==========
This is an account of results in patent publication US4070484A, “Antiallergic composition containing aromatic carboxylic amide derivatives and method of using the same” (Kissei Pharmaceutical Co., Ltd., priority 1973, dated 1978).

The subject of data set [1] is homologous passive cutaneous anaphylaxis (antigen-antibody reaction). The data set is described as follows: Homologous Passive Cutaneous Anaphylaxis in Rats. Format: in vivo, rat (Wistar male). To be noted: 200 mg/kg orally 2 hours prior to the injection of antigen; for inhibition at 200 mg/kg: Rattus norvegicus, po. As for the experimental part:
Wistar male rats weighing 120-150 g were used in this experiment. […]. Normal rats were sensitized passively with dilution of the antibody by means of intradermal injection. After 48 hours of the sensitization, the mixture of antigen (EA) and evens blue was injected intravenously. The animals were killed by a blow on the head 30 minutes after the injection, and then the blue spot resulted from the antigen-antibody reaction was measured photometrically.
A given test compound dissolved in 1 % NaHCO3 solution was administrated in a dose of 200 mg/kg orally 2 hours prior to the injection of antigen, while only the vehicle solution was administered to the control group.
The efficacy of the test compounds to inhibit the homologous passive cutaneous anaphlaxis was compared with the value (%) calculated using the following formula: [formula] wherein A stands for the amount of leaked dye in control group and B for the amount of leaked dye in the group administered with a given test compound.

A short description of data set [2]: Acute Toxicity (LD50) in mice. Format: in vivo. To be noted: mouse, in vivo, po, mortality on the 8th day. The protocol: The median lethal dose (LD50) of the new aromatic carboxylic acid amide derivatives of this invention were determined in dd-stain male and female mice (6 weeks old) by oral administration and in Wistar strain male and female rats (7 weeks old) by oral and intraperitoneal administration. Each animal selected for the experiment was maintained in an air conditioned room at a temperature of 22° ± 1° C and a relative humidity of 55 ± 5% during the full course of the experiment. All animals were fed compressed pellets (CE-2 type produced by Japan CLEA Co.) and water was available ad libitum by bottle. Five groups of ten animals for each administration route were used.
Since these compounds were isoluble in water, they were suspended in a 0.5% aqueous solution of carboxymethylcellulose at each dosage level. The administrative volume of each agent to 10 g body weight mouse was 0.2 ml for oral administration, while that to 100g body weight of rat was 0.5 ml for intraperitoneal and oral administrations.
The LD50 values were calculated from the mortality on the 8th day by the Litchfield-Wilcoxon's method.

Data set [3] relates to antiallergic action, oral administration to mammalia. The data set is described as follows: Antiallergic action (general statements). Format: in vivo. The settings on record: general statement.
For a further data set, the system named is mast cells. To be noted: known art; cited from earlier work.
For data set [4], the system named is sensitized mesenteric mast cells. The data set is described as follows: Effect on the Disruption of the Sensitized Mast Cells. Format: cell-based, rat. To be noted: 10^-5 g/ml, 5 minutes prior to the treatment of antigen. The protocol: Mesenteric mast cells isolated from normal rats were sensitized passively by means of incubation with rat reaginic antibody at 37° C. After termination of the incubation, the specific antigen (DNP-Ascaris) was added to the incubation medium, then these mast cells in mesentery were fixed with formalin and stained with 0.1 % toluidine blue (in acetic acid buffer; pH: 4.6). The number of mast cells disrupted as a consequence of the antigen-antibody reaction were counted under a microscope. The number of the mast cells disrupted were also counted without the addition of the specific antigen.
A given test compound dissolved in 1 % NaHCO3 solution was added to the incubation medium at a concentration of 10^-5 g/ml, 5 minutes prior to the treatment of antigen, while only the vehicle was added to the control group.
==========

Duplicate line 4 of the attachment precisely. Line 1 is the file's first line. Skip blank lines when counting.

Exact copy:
A given test compound dissolved in 1 % NaHCO3 solution was administrated in a dose of 200 mg/kg orally 2 hours prior to the injection of antigen, while only the vehicle solution was administered to the control group.